What are the components of the urinary system? Can you label
picture on the right in Figure 1717-1?
kidney, ureter, urinary bladder, urethra
Are the kidneys retroperitoneal? Can you appreciate that fact
in figures 17-3 AND 20.6?
Figure 17-7 introduces terms used in describing the kidneys. Of
these terms, �renal pelvis� and �hilum� are most important.
Understand that kidneys are grossly divided into cortex, and
medulla (Fig 17.9)
Be able to label: pyramid, major and minor calyx and renal column as
in Figure 17-9b and define a renal lobe as in figure 17-10
Define the nephron and read concepts accompanying figures 17-12
to 17-14. Understand words that are highlighted in brown
the urine-producing functional structures of the kidney span the
cotex and medulla
Understand the blood supply to the kidneys in figures 17-16 to
17-19 and understand highlighted words. What is the difference
between cortical and juxtaglomerular nephrons? (Figure 17-19).
kideys receive blood from the renal arteries, left and right, which
branch directly from the abdominal aorta
-despite their relatively size the kidneys receive app. 20 percent
of the cardiac output
-interlobar arteries run in the renal columns between renal pyramids
-arcuate arteries run through the boundry of the cortex and medulla
The physical relationship between podocytes and capillaries in the
renal corpuscle should be examined (17-21 and 17-22). The message on
the two slides is that filtration in the glomeruli involves passage
through many layers.
What do ureters do? Where do they enter the bladder? What three
orifices form the trigone? (Figures 17-23 and 17-24)
the ureters exit the kidney at the hilum area, extend to the urinary
bladder, and enter the urinary bladder on the posterior/inferior side
Understand the following terms: detrusor muscles (17-25),
internal (17-26) and external sphincters (17-27) of the bladder
destrusor muscle-the muscular layer of the urinary bladder
internal-entrance to the urethra is a smooth muscle, involuntary control
external-skeletal muscle, voluntary control
What is the function of the urethra? Is it longer or shorter in
the female? 17-29 and 17-30
Definition of enzymes and how they work
enzymes are protein substances that increase the rate of chemical
reactions without being consumed in the reaction
enzymes lower the activation energy needed to start reactions
Examples of organic and inorganic cofactors
inorganic-metal ions-zinc and iron-sulfur clusters
organic-coenzymes-flavin molecules, prosthetic groups-biotin
Definition of metabolism
Why does metabolism proceed in discrete steps?
multistep enzyme pathway releases energy in smaller amounts that can
be used by the cell
What is catabolism? Provide an example
degrade molecules such as carbohydrates, proteins and fats to create
smaller end products such as h2o, co2, and NH3
What is anabolism? Provide an example
small simple molecules are built into larger and more complex
molecules such as lipids, polysaccharides, proteins and nucleic acids
Provide an example of a method of metabolic regulation
is the gain of electrons h=gain of hydrogen, loss of oxygen by a
molecule, atom, or ion
carbon atoms in biochemistry can exist in 5 oxidation states-alkane,
alcohol, aldehyde, carboxylic acid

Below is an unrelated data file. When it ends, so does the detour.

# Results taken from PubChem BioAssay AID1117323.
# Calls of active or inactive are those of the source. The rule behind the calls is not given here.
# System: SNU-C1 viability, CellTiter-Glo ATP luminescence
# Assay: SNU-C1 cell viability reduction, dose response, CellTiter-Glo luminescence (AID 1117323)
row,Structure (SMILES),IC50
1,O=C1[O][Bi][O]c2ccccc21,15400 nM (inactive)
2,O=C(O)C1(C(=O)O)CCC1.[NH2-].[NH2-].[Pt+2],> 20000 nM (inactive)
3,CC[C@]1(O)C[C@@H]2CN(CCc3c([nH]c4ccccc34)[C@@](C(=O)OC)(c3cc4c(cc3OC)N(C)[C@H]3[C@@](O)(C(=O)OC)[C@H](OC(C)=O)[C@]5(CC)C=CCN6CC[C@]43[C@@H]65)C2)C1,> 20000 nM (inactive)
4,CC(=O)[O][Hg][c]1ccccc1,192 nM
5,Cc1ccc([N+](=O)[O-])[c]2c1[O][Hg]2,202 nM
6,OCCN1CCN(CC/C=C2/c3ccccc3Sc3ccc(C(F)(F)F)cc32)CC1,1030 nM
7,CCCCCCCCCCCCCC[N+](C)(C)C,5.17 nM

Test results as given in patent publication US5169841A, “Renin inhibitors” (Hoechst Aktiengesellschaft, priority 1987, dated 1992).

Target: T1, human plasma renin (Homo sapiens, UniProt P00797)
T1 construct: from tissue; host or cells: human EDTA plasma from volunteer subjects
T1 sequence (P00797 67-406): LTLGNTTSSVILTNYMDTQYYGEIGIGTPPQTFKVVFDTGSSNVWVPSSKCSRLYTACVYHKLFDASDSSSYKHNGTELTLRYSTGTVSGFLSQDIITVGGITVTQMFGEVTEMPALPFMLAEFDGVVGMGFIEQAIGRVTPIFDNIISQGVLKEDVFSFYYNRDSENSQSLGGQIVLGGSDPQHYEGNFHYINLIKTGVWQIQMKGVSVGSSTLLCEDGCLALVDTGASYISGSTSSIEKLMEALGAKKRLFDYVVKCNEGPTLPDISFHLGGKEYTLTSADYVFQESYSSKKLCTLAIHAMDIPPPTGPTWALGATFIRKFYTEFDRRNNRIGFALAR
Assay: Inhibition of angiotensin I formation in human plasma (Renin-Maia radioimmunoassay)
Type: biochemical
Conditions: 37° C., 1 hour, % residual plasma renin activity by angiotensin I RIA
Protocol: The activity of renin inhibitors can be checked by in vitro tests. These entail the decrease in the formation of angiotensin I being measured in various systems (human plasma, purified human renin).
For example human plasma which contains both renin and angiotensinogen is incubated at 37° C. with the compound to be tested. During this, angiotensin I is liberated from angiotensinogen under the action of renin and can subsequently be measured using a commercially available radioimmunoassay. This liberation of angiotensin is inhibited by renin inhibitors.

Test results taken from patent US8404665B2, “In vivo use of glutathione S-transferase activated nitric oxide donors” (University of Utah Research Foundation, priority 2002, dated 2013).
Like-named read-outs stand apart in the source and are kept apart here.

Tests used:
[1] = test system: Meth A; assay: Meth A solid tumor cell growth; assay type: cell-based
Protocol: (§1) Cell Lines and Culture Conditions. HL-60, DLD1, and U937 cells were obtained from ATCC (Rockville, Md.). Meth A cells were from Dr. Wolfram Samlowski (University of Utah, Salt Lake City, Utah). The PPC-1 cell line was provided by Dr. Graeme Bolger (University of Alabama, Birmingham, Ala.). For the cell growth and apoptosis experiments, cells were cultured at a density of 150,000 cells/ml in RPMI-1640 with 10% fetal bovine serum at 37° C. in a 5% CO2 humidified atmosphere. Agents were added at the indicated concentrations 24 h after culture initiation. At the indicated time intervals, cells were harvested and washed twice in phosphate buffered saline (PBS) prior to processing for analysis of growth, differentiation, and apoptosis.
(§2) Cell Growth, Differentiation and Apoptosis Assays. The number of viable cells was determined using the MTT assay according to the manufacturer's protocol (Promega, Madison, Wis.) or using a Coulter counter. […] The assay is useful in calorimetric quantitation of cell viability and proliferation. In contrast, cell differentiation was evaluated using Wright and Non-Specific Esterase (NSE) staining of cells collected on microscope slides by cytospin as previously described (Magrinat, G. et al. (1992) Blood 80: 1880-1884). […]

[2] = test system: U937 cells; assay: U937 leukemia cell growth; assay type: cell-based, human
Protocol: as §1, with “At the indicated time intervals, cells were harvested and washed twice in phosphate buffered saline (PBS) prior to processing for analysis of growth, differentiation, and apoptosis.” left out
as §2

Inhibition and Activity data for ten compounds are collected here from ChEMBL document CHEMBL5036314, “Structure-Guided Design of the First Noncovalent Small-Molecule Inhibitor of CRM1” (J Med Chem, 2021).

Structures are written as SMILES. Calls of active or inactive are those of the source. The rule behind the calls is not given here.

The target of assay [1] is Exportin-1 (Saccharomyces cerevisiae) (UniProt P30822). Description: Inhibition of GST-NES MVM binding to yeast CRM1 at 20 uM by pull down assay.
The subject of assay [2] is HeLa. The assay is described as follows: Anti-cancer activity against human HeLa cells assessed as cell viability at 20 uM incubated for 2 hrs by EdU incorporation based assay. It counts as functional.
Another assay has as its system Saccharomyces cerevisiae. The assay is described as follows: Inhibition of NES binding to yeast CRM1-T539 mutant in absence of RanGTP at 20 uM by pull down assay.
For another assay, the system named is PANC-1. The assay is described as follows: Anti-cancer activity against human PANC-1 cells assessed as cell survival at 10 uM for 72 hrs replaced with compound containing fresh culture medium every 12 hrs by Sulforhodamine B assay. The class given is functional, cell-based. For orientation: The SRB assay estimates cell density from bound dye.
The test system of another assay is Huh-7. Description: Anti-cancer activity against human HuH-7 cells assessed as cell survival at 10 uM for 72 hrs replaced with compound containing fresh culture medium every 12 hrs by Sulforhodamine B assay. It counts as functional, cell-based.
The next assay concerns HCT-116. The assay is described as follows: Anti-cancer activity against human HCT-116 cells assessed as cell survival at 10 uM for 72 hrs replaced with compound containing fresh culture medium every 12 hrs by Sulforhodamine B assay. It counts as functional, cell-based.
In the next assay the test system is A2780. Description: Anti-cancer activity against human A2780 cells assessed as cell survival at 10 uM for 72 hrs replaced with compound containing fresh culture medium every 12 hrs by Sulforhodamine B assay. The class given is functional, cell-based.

Give an example of a metabolic reaction that is sequestered in mitochondria
What is free energy change? What is the free energy change for
hydrolysis of ATP?
a measure of the chemical energy available from a reaction
What three compounds or groups mediate the release of energy?
(1) Acetyl CoA(2) Nucleoside triphosphates(e.g. ATP) (3) Reduced
coenzymes(NADH, FADH2, QH2)
The hydrolysis of ATP yields what?
free energy, ADP, and the inorganic phosphate ion (Pi)
What are the products of the complete oxidation of glucose in the
presence of oxygen?
What are the sites of glycolysis, the TCA cycle and the electron
For each glucose molecule, How many molecules of ATP and NADH are
produced in A) Glycolysis B) Conversion of pyruvate to acetyl CoA C)
For each glucose molecule, How many molecules of FADH2 are
produced in the TCA
For each glucose molecule, how many ATPs are produced in the electron
What molecules make up a fatty acid (aka triacyglycerol or triglyceride)?
Does a molecule of fatty acid carry more or less energy than a
molecule of glucose? Why?
fatty acids carry more energy per carbon because they are more reduced
What emulsifies fat in the duodenum?
Emulsification is the process whereby large globules of
fat are broken down into smaller globules and made
water soluble. One of the primary ingredients in the bile is
cholesterol. At the same time that bile is secreted by the gall
bladder, pancreatic juices are secreted by the
pancreas into the duodenum.
What enzyme breaks down fat in the duodenum?
Chylomicrons from small intestinal cells enter lymphatic structures
known as what? (From here chylomicrons enter the blood circulation and
eventually reach tissue via blood capillaries
What enzyme breaks down triglycerides into free fatty acids and
glycerol for absorption by cells of target tissue such as muscles and
Where in the cell is glycerol broken down to ATP? What coenzyme is
generated in this step?
Where in the cell does fatty acid oxidation occur?
Long chain fatty acids are oxidized to yield acetyl residues in
the for of what molecule?
?The Acetyl groups are oxidized to CO2via the TCA cycle
The ������produced in line 9 is oxidized to CO2 via which cycle?
NADH and FADH2 generated in steps 9 and 10 then enter which
chain to generate ATP via oxidative phosporylation?
As an illustration of the advantage of oxidation of
triglycerides, how many ATPs are generated by the breakdown of